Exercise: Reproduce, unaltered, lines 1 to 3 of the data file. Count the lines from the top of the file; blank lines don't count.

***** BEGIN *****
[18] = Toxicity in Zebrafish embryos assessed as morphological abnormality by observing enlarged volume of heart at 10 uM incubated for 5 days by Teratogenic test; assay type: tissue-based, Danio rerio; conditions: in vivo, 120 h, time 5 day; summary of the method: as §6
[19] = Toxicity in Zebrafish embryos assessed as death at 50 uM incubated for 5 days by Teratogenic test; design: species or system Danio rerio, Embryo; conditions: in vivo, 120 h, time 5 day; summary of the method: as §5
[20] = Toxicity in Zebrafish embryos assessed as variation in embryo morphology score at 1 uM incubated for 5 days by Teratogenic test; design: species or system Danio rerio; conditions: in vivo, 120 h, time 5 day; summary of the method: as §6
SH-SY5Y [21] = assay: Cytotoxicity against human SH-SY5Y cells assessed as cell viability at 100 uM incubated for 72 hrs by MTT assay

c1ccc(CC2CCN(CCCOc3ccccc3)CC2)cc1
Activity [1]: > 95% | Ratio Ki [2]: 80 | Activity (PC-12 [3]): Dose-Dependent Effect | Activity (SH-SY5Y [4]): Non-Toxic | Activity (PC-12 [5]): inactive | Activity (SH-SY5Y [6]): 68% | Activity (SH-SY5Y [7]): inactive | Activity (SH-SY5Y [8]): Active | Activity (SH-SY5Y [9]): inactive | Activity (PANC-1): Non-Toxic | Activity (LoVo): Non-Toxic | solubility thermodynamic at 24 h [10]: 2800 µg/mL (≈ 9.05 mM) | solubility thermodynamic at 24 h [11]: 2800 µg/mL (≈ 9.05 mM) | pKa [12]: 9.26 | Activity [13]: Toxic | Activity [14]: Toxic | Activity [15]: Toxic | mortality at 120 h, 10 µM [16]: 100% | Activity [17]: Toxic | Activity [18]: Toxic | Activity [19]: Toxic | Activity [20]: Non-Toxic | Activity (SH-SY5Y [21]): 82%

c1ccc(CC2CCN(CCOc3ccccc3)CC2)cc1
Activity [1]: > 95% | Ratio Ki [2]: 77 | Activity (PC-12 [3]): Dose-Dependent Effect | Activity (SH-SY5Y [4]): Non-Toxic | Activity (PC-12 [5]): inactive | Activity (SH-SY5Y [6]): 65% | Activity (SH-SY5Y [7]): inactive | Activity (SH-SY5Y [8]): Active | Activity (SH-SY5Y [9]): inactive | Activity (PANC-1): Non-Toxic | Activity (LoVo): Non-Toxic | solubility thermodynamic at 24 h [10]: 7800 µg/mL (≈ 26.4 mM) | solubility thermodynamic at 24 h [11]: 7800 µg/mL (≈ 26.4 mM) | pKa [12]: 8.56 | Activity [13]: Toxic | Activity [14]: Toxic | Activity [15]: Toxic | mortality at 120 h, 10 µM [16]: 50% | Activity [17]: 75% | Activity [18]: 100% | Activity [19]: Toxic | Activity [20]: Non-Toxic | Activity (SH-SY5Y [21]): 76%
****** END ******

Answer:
[18] = Toxicity in Zebrafish embryos assessed as morphological abnormality by observing enlarged volume of heart at 10 uM incubated for 5 days by Teratogenic test; assay type: tissue-based, Danio rerio; conditions: in vivo, 120 h, time 5 day; summary of the method: as §6
[19] = Toxicity in Zebrafish embryos assessed as death at 50 uM incubated for 5 days by Teratogenic test; design: species or system Danio rerio, Embryo; conditions: in vivo, 120 h, time 5 day; summary of the method: as §5
[20] = Toxicity in Zebrafish embryos assessed as variation in embryo morphology score at 1 uM incubated for 5 days by Teratogenic test; design: species or system Danio rerio; conditions: in vivo, 120 h, time 5 day; summary of the method: as §6